Objective: Individuals with depression commonly experience pain with unclear pathology. This study examined depression and comorbid pain and associated outcomes over six years in a nationally representative cohort of older Americans.
Methods: The Health and Retirement Study began in 1992 and follows 9,825 individuals between the ages of 50 and 61 years. The study reported here used data beginning in 1994 to contrast individuals with depression and those with depression plus comorbid pain. Regression models adjusted for differences in sociodemographic characteristics and health status.
Results: Baseline (1994) data were available for 8,280 participants. At baseline, 65.2 percent reported that they did not have pain or depression, 8.1 percent had depression alone, 15.5 percent had mild or moderate pain alone, 2 percent had severe pain alone, 6.6 percent had depression plus mild or moderate pain, and 2.6 percent had depression plus severe pain. Compared with the group with no pain or depression, all the groups with depression, pain, or both had greater decrements in outcomes. Groups tended to have greater decrements in outcomes as levels of pain increased. Overall, no statistically significant differences were found between the groups with depression plus pain and their corresponding groups with pain alone. Two to six years after baseline, compared with participants with depression alone, those with severe pain or depression plus severe pain were more likely to experience new functional limitations and to have higher total health care expenditures. Compared with participants with depression alone, participants with depression plus severe pain were also more likely to lose employment and private health insurance.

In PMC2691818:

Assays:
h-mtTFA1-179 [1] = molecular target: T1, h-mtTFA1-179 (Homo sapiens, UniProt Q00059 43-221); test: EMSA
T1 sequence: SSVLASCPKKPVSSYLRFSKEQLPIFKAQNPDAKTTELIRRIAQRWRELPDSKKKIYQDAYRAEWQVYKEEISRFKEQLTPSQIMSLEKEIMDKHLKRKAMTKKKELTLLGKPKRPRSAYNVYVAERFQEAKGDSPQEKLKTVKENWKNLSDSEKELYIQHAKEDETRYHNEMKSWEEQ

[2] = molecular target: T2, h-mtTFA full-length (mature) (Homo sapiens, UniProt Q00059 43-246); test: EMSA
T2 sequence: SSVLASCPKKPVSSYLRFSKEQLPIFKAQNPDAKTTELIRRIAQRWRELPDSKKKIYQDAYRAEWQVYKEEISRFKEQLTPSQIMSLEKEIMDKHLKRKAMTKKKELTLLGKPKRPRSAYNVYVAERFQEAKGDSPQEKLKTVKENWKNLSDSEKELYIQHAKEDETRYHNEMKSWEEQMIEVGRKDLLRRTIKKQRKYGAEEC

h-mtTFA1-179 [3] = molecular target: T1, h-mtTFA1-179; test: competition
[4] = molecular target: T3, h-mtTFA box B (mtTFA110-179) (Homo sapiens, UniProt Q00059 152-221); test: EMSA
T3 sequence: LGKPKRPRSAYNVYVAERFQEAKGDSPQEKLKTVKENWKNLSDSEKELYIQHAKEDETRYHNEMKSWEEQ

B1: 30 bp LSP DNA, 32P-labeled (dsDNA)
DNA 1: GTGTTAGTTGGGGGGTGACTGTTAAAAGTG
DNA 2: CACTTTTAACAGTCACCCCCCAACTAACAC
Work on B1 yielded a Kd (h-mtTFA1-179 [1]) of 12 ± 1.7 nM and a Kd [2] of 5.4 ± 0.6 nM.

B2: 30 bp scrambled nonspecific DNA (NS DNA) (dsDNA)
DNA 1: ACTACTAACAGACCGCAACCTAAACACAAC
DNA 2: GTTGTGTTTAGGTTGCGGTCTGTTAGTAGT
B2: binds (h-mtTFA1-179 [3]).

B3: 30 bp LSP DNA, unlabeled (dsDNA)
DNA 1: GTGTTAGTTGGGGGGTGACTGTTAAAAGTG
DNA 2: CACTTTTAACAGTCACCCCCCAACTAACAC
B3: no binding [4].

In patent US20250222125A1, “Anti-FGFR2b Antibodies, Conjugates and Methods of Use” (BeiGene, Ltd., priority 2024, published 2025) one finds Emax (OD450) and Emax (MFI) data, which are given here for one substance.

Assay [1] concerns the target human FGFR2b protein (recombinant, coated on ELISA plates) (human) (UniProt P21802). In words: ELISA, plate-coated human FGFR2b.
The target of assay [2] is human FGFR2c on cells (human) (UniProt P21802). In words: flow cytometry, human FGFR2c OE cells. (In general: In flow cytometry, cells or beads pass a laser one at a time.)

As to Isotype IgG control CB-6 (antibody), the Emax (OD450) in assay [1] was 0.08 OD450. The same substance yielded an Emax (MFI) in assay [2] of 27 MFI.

Conclusions: Relative to depression alone, depression plus pain and pain alone (particularly severe pain) were associated with significant functional limitations and economic burdens.